Outing: The Nuclear Option

Outing is the second worst thing you can do to a person as a kinky individual. The first is consent violation.

Outing someone is a consent violation in its own right.

Seriously. It’s NEVER a good idea. (source)

What dragged this to the forefront of my mind and put a big spotlight on it was someone who knew of the show invited me to join a private Facebook group for people into BDSM. They were enthusiastic about my sharing posts from the site and links to episodes—I didn’t ask—they said I should feel free to do so. Excellent.

The invite arrives and I accept and then find I can’t post as The Pageist. I can only post as myself—under my actual name with my face right there. Usually, Facebook allows people to post as their page or themselves—I suppose that because this was a closed group that wasn’t an option? I was invited as my page—not my actual self.

If I had known that as soon as I accepted the invitation the owner of the group, if no one else, would know my legal identity I wouldn’t have joined the group.

So of course I’m not going to post anything to do with the show or site, as I’m not at the place where I’m ready to be completely out. Not for me so much, but I don’t know how it would affect my husband’s career. Do people care what someone’s spouse does? I don’t want to find out in a foreign country where we have literally no savings and no way of moving back to the States.

I want to be out. I want to be able to post selfies at events or doing fun things. I don’t want to worry about what would happen if someone knew about this part of myself because I’m certainly not ashamed of it. Some of my favourite people in the kink world are completely out and I’m envious.

Sinclair Sexsmith has an excellent writing on the various ways of being out—there was everything from the not-even-remotely-out option to the completely-and-entirely-out option. Pros and cons were identified for each choice.

I was the middle one—where you have an alter-ego. I call it being a super hero. You have a different name, implausible clothing, lots of gadgets and toys most people don’t and you probably know how to do a few cool tricks that could be dangerous if done improperly. Or properly, come to think of it.

Why I Want to Be Out

Not being out is weird, because right now I’m ‘unemployed’, right? Never mind that I’m working on film/app/site reviews, reading books, writing podcast episodes and essays, listening to other podcasts to review, doing social media stuff every day and more. I work seven days a week and many more than eight hours a day (and love every second of it).

I may look very serious here, but I’m loving life, promise. (source)

But to many people I not only don’t have a job—I’m also not looking for one. They must think I’m the laziest person ever, which I hate. I hate people thinking I’m lying around doing nothing, particularly when I feel like I’m doing something important and useful.

My goal with my job is to let people know they’re not alone, they are perfectly healthy being who they are while also helping them learn how to do the things that speak to them safely. This sort of thing saves lives. I wish I had the kink community when I was a teenager. I am incredibly proud of what I do and would love to be able to tell people.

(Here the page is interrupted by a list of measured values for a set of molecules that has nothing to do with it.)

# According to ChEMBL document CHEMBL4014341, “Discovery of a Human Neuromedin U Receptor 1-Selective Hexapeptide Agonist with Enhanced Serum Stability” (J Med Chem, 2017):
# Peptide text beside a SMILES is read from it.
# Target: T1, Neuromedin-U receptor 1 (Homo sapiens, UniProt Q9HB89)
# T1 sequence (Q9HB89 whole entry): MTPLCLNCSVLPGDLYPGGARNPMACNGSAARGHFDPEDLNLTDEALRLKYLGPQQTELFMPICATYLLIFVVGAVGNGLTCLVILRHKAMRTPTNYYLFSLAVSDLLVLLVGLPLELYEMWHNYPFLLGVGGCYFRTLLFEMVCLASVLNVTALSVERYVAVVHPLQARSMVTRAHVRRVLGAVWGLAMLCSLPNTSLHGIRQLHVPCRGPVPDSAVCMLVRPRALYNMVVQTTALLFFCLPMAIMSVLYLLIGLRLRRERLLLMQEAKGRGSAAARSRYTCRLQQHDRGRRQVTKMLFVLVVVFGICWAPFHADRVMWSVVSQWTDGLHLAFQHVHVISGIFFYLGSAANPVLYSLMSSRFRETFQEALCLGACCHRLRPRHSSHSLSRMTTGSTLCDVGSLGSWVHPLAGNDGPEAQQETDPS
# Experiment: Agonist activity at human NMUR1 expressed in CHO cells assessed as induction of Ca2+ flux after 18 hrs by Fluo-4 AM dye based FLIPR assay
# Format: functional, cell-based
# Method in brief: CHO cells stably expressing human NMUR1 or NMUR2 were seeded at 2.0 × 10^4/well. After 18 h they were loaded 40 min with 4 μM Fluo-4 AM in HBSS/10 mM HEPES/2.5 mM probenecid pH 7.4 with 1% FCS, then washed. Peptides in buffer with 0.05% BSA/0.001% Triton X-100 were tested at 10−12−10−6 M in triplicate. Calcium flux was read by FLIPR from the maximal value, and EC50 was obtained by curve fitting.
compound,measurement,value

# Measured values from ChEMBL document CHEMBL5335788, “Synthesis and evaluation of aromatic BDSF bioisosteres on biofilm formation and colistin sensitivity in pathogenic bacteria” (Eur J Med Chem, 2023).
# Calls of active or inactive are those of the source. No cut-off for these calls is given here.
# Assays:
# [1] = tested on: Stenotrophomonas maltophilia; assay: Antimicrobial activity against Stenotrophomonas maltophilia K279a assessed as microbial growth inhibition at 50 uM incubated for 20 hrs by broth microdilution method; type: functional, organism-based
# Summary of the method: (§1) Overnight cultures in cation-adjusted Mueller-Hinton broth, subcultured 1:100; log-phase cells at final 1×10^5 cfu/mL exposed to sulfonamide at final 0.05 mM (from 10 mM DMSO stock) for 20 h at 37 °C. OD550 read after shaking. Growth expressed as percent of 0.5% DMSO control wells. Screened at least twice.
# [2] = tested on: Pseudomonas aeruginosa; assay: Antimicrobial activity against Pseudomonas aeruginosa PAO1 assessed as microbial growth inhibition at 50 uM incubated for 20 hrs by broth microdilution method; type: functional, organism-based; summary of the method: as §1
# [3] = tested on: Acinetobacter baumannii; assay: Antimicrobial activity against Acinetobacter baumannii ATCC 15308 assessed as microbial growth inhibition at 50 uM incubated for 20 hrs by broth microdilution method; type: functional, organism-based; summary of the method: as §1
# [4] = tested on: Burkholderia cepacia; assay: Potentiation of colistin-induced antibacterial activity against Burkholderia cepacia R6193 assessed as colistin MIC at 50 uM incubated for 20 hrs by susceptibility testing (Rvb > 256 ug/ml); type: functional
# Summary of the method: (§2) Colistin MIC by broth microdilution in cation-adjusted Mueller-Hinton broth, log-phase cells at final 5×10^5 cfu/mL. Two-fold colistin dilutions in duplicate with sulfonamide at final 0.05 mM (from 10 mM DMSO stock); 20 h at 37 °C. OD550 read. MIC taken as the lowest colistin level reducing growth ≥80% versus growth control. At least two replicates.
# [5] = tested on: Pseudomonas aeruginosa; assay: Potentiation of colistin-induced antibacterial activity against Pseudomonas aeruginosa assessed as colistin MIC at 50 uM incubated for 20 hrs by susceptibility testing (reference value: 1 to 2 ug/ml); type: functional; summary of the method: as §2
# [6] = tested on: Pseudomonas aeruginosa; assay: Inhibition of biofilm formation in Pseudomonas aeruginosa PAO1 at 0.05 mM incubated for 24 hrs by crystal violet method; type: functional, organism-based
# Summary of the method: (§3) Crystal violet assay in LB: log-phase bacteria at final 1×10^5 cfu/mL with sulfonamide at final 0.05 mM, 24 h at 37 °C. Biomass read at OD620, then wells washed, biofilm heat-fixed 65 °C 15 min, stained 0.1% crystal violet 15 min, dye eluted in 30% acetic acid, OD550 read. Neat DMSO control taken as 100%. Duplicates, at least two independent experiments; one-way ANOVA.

When we were preparing to move to England my doctor asked, ‘So what are you going to do when you get there? Find a job or just enjoy being in England?’

The words, ‘I’m going to be a professional kinky word person!’ nearly burst from my throat without bothering to pass my lips.

I want to be out is what I’m saying.

However, I do not want someone to out me. It’s a consent thing—a control thing.

Outing someone as an act of vengeance is the nuclear option. You cannot un-press that button.

There’s a Chasidic tale about a man who was spreading gossip about a rabbi—he eventually realised what he had done was wrong and went to apologise and attempt to make amends. The rabbi told the man to cut a pillow open and scatter the feathers to the wind.

The man thought this was odd, but complied. Then he returned and the rabbi told him to go gather the feathers saying that he couldn’t fix what he’d done any more than he could find all the feathers from that pillow.

The damage done from opening your big yap is unforgiveable, as the damage is too far-reaching.

Considering Outing Someone?

Outing a person can literally ruin the rest of their life. Or their current life, housing situation, custody of their children, educational opportunities, career, marriage—everything.

If you think pushing the big, red, glowing button is good because that person did something to upset you—you’re the one who’s going to look like a lunatic. It’s called a proportional response. Is it ever okay to rape a person? (If you said yes, go straight to therapy.)

Go to therapy & out yourself. (source)

Because outing someone can have a devastating effect on the outed person’s life, as well as their family. People will find out you’re the one who outed that individual and even if they didn’t like that person no one will forget that it didn’t take anything to push you to that point. You will be persona non grata. No matter how much someone hates another person—no one loves the person who violated their consent. Even if they enjoy that person’s discomfort for a split second—they’re not going to be friends with you because what if you suddenly turn on them? You clearly can’t be trusted.